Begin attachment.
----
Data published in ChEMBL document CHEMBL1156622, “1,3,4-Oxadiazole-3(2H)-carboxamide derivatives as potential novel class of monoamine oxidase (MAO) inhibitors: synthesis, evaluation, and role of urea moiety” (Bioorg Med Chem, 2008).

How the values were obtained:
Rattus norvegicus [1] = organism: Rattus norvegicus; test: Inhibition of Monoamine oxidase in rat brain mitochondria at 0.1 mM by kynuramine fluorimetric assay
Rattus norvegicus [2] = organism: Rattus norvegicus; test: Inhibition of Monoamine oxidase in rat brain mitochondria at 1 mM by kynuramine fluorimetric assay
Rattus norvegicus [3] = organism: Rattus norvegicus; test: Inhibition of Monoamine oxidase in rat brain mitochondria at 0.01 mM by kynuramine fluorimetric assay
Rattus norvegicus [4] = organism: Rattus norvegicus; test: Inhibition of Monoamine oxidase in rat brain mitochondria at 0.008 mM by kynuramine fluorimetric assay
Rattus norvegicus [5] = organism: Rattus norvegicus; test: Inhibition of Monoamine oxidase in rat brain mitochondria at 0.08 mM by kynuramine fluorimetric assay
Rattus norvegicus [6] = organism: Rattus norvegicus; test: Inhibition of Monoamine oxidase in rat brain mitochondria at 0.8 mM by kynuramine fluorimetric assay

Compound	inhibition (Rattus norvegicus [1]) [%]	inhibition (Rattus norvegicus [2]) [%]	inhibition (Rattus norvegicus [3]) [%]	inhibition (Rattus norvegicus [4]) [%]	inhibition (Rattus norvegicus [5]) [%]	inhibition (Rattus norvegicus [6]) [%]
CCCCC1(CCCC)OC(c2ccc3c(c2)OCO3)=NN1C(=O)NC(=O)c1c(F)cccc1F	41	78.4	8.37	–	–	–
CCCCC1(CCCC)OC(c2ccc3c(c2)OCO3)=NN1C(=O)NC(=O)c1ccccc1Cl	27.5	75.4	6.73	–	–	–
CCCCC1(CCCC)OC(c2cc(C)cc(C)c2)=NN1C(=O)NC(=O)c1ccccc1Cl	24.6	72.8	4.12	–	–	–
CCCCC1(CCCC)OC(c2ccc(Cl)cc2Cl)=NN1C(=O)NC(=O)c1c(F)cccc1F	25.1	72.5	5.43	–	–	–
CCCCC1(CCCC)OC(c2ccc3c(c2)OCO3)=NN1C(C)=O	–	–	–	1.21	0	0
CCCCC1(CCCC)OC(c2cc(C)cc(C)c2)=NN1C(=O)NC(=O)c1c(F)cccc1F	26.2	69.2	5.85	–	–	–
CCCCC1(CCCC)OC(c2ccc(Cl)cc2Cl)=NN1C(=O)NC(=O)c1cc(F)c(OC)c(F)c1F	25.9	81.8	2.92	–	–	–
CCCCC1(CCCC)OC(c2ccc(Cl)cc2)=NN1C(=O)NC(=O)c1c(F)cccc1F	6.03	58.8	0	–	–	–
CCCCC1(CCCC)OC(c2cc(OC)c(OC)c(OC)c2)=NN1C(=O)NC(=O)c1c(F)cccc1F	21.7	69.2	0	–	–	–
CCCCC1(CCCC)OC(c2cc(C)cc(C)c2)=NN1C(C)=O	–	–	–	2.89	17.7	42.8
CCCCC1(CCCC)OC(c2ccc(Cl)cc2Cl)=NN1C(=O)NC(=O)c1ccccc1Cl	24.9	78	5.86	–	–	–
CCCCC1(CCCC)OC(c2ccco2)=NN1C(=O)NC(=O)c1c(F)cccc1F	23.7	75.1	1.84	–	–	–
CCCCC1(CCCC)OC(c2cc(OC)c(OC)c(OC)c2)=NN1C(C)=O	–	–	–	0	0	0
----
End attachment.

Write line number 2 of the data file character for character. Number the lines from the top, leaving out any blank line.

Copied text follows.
How the values were obtained: